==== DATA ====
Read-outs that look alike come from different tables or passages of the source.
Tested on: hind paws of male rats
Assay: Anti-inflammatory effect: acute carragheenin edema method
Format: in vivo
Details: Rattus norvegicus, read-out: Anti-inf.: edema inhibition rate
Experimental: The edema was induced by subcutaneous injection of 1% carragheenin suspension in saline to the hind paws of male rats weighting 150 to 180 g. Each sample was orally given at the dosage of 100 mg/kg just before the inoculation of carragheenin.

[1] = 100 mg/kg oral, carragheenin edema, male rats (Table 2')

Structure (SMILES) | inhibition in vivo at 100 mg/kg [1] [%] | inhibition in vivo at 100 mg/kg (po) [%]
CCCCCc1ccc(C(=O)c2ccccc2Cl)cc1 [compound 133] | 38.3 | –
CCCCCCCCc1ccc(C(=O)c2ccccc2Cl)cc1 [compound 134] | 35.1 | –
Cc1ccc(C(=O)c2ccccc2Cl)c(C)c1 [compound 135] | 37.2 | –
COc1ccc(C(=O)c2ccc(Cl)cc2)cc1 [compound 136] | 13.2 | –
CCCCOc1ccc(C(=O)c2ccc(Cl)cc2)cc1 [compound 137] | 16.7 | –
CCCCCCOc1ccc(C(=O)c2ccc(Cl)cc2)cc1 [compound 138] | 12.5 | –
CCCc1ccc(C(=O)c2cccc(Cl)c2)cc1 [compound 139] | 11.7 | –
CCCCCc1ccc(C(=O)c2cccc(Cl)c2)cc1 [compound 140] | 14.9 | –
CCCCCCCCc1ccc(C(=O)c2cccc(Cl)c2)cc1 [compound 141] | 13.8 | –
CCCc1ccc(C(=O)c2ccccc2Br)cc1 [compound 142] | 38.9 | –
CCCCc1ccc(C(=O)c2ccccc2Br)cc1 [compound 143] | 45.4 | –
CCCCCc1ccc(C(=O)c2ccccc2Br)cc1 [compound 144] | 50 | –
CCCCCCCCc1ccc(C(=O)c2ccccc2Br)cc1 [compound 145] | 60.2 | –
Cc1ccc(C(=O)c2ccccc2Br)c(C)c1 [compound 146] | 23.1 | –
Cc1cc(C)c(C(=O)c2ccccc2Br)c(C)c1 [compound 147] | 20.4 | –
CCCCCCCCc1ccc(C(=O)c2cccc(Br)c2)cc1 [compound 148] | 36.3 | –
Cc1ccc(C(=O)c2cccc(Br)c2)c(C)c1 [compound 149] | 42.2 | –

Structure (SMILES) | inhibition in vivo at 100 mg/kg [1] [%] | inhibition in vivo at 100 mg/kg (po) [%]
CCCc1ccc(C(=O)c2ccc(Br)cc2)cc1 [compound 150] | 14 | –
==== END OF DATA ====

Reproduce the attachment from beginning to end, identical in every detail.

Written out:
Read-outs that look alike come from different tables or passages of the source.
Tested on: hind paws of male rats
Assay: Anti-inflammatory effect: acute carragheenin edema method
Format: in vivo
Details: Rattus norvegicus, read-out: Anti-inf.: edema inhibition rate
Experimental: The edema was induced by subcutaneous injection of 1% carragheenin suspension in saline to the hind paws of male rats weighting 150 to 180 g. Each sample was orally given at the dosage of 100 mg/kg just before the inoculation of carragheenin.

[1] = 100 mg/kg oral, carragheenin edema, male rats (Table 2')

Structure (SMILES) | inhibition in vivo at 100 mg/kg [1] [%] | inhibition in vivo at 100 mg/kg (po) [%]
CCCCCc1ccc(C(=O)c2ccccc2Cl)cc1 [compound 133] | 38.3 | –
CCCCCCCCc1ccc(C(=O)c2ccccc2Cl)cc1 [compound 134] | 35.1 | –
Cc1ccc(C(=O)c2ccccc2Cl)c(C)c1 [compound 135] | 37.2 | –
COc1ccc(C(=O)c2ccc(Cl)cc2)cc1 [compound 136] | 13.2 | –
CCCCOc1ccc(C(=O)c2ccc(Cl)cc2)cc1 [compound 137] | 16.7 | –
CCCCCCOc1ccc(C(=O)c2ccc(Cl)cc2)cc1 [compound 138] | 12.5 | –
CCCc1ccc(C(=O)c2cccc(Cl)c2)cc1 [compound 139] | 11.7 | –
CCCCCc1ccc(C(=O)c2cccc(Cl)c2)cc1 [compound 140] | 14.9 | –
CCCCCCCCc1ccc(C(=O)c2cccc(Cl)c2)cc1 [compound 141] | 13.8 | –
CCCc1ccc(C(=O)c2ccccc2Br)cc1 [compound 142] | 38.9 | –
CCCCc1ccc(C(=O)c2ccccc2Br)cc1 [compound 143] | 45.4 | –
CCCCCc1ccc(C(=O)c2ccccc2Br)cc1 [compound 144] | 50 | –
CCCCCCCCc1ccc(C(=O)c2ccccc2Br)cc1 [compound 145] | 60.2 | –
Cc1ccc(C(=O)c2ccccc2Br)c(C)c1 [compound 146] | 23.1 | –
Cc1cc(C)c(C(=O)c2ccccc2Br)c(C)c1 [compound 147] | 20.4 | –
CCCCCCCCc1ccc(C(=O)c2cccc(Br)c2)cc1 [compound 148] | 36.3 | –
Cc1ccc(C(=O)c2cccc(Br)c2)c(C)c1 [compound 149] | 42.2 | –

Structure (SMILES) | inhibition in vivo at 100 mg/kg [1] [%] | inhibition in vivo at 100 mg/kg (po) [%]
CCCc1ccc(C(=O)c2ccc(Br)cc2)cc1 [compound 150] | 14 | –